Over the years, several thousands of young members have been part of the ranks of Homenetmen-HASK (National Scout Movement of Armenia) and endorsed the scouting and Homenetmen slogan and motto. By doing so, Homenetmen has been contributing to the preparation of a new generation of Armenians inhabiting Armenia, who are pure in character, are confident and engaged citizens, and who believe in the principles of social justice and elevating others alongside them. Unlike others, Homenetmen’s activities in Armenia are not limited to mere expressions or occasional homeland visits, rather as citizens, through an everyday presence in the country and the process of continuance. In this context, Homenetmen also remains above the second point of contention related to the diaspora-Armenia debate, which is that living in the diaspora is only temporary, that it is not enough just to be a good Armenian, rather, repatriation and standing in solidarity with the homeland is the true objective. Well, Homenetmen has already repatriated, protects its homeland, and believes in the unity of our nation. This significant fact has not been valued enough or exercised in our national strategy.

The scope of Homenetmen’s activities

Alongside its work in Armenia, Homenetmen also has a long history of 99 years of action and activity in the diaspora. Today, while Homenetmen serves a respectable percentage of the Armenian population, yet it is only utilized minimally as a national structure. It is the largest or one of the largest Armenian organizations worldwide with over 26,000 members and 107 chapters that have a presence in over 25 countries. In the Western United States, it has 6,500 members and close to 5,000 of those members are under the age of 25.

Homenetmen receives respect; however, if the issue is examined through a national-strategic point of view, it is incomprehensible that its value is often described primarily as a means of instilling national pride. For example, it boasts national pride through athletic victories in Lebanon, and in community life thru the participation of scouts and marching bands show of force, during sports festivals and national-political, religious and cultural events.   While such participation during national events is expected and commended by all, the question is whether Homenetmen’s strength and its potential as a collective structure is being sufficiently maximized, when it is limited to only participatory roles?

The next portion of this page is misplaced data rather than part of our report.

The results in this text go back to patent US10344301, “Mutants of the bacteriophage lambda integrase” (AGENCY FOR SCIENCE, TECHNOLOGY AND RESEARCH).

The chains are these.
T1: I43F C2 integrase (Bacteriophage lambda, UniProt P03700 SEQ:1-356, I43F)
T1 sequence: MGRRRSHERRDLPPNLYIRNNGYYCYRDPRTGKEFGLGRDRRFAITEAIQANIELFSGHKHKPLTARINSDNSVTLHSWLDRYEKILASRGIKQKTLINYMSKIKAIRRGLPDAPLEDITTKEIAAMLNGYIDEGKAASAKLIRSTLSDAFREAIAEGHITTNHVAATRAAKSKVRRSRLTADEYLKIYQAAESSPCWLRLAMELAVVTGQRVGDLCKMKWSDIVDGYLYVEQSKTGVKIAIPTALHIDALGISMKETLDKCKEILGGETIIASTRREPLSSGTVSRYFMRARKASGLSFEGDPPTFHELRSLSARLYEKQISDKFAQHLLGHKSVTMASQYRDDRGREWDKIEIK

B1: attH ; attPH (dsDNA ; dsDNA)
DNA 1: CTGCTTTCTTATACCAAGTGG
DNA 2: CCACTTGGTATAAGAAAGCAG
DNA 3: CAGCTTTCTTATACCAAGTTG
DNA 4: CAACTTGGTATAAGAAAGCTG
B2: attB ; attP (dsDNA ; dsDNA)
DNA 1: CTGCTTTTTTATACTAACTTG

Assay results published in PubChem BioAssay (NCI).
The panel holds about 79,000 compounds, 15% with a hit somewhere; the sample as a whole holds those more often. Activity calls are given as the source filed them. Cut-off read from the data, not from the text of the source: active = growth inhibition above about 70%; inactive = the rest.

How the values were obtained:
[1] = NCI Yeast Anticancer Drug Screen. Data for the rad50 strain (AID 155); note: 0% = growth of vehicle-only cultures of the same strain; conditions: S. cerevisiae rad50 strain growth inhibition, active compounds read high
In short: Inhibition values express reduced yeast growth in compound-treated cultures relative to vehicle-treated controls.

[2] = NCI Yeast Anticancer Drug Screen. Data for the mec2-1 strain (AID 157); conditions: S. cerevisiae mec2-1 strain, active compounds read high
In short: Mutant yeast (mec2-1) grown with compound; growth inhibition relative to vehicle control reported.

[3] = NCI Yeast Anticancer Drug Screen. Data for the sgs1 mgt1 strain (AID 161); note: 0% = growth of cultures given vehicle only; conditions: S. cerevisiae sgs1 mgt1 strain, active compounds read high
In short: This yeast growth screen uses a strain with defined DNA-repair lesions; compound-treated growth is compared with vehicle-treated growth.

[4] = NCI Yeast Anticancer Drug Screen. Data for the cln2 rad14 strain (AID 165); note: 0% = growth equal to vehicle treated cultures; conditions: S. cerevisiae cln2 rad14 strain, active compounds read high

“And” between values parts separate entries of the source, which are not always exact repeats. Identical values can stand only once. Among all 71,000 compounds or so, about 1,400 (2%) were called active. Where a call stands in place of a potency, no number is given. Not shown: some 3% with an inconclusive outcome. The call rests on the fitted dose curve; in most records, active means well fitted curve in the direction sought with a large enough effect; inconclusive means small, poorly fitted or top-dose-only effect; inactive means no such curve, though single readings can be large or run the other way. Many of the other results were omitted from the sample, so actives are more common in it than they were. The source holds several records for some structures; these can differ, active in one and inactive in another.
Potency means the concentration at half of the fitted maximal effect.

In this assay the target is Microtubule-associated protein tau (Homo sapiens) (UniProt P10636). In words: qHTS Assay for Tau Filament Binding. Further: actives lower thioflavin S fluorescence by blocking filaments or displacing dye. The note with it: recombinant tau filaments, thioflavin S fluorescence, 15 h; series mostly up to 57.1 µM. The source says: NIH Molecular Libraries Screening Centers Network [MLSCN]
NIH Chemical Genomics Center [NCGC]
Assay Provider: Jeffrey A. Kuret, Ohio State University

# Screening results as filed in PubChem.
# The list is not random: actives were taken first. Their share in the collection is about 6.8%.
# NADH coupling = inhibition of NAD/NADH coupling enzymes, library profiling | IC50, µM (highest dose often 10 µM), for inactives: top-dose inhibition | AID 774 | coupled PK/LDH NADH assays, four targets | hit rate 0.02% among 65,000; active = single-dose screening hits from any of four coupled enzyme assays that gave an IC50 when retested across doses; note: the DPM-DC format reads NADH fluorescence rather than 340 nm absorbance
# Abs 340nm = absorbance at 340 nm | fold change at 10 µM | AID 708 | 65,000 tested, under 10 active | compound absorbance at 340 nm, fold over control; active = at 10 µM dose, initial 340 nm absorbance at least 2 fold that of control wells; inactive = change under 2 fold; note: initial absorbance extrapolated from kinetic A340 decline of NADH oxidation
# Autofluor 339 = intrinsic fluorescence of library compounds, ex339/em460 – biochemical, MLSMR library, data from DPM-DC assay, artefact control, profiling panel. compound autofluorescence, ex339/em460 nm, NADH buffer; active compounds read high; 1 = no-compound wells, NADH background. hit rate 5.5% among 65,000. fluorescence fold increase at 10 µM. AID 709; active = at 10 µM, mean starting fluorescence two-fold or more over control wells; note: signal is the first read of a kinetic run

There is a system and strategy in place for leading the diaspora and diasporan communities. The ultimate goal of this strategy is strengthening the diaspora and consists, first, of preserving the Armenian identity in the diaspora and, second, awakening political consciousness among all generations. To achieve the latter implies maximizing the number of Armenians especially the youth with a sense of commitment, while at the same time connecting them to Armenian national life and objectives. The question is how is it possible to develop political consciousness, especially among the young masses, not only quantitatively but also qualitatively.

Day by day, newly formed structures run parallel to the above-mentioned system, usually with more narrow goals. Homenetmen acknowledges the value of all these structures, yet as an organization believes in the collective purpose and as a structure remains part of and aligned with the above-mentioned national system.

Having said so, one can pose the question:  how many young Armenians above the age of 20 can the system mobilize, especially those who have been distant from an Armenian-filled atmosphere until then?

At the present time, for a considerable number of young Armenians, the national agenda is not the focus of everyday life. We must admit that, the “Armenianness” is hardly progressing, and if so only partially, throughout Europe, America, and even the Middle East. The network of home-school-church-community center that was the core of Armenian life in the past is becoming stagnant. According to well-known sources, excluding the Middle East, the entire number of students who attend Armenian schools does not surpass the 10,000 mark. In California, there are about 5,000 students, who attend Armenian schools, and over 50,000 who attend non-Armenian schools. Those statistics bring into light another national debate: Is it only through the instruction and teachings of the Armenian language that Armenian national identity is formed?

As a pan-Armenian organization, Homenetmen cannot remain passive in this debate, especially that as an organization its current programs and inherent potential are geared for collective national goals. More than any other organization, Homenetmen serves to provide Armenian education in the extracurricular field, namely outside of the school environment. Through the appeal of its structure, Homenetmen bears membership from Armenian youth attending both Armenian and non-Armenian schools. Currently, 60-65% of its members age 25 and under do not attend Armenian schools. As such, nearly 8,000 Armenian youth are exposed to the Armenian identity through Homenetmen. Which other organization can come close to matching these figures? While the vital role of Homenetmen in this aspect may not have been made clear, it is a reality nevertheless and a significant one.